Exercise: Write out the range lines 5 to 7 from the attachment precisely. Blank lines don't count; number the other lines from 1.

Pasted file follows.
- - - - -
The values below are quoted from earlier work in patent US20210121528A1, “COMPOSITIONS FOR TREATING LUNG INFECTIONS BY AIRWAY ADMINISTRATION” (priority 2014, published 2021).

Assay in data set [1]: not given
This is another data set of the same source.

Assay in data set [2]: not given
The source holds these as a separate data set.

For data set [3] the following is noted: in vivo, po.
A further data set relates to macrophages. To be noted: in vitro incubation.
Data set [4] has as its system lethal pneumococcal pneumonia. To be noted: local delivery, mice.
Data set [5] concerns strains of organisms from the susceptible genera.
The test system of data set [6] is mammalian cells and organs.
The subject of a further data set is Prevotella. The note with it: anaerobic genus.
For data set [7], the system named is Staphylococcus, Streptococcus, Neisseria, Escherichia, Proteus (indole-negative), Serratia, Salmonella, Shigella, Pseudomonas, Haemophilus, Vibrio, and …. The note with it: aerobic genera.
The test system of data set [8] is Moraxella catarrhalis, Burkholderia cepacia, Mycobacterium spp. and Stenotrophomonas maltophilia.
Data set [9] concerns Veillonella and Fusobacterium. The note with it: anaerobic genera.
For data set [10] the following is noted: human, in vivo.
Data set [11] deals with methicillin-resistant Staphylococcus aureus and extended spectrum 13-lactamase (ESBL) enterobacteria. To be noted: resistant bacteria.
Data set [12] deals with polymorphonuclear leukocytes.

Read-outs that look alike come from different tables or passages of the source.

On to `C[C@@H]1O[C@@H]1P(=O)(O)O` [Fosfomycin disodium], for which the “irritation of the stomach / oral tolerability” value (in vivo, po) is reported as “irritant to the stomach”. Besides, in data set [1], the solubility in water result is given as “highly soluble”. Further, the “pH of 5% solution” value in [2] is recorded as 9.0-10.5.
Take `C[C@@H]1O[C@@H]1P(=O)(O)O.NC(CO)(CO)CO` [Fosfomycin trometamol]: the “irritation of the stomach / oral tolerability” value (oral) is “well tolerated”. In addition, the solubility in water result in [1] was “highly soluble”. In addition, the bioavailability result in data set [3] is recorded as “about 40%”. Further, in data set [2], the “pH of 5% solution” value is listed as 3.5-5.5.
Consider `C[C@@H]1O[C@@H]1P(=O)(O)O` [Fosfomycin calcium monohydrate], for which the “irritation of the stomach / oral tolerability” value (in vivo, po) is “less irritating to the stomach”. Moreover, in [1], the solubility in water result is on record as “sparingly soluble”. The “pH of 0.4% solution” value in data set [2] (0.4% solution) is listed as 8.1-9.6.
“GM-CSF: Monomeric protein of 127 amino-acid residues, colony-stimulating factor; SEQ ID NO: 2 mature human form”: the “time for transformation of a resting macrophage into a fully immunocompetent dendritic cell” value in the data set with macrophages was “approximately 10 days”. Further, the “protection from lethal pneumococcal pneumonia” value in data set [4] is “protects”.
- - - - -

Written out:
The source holds these as a separate data set.

For data set [3] the following is noted: in vivo, po.
A further data set relates to macrophages. To be noted: in vitro incubation.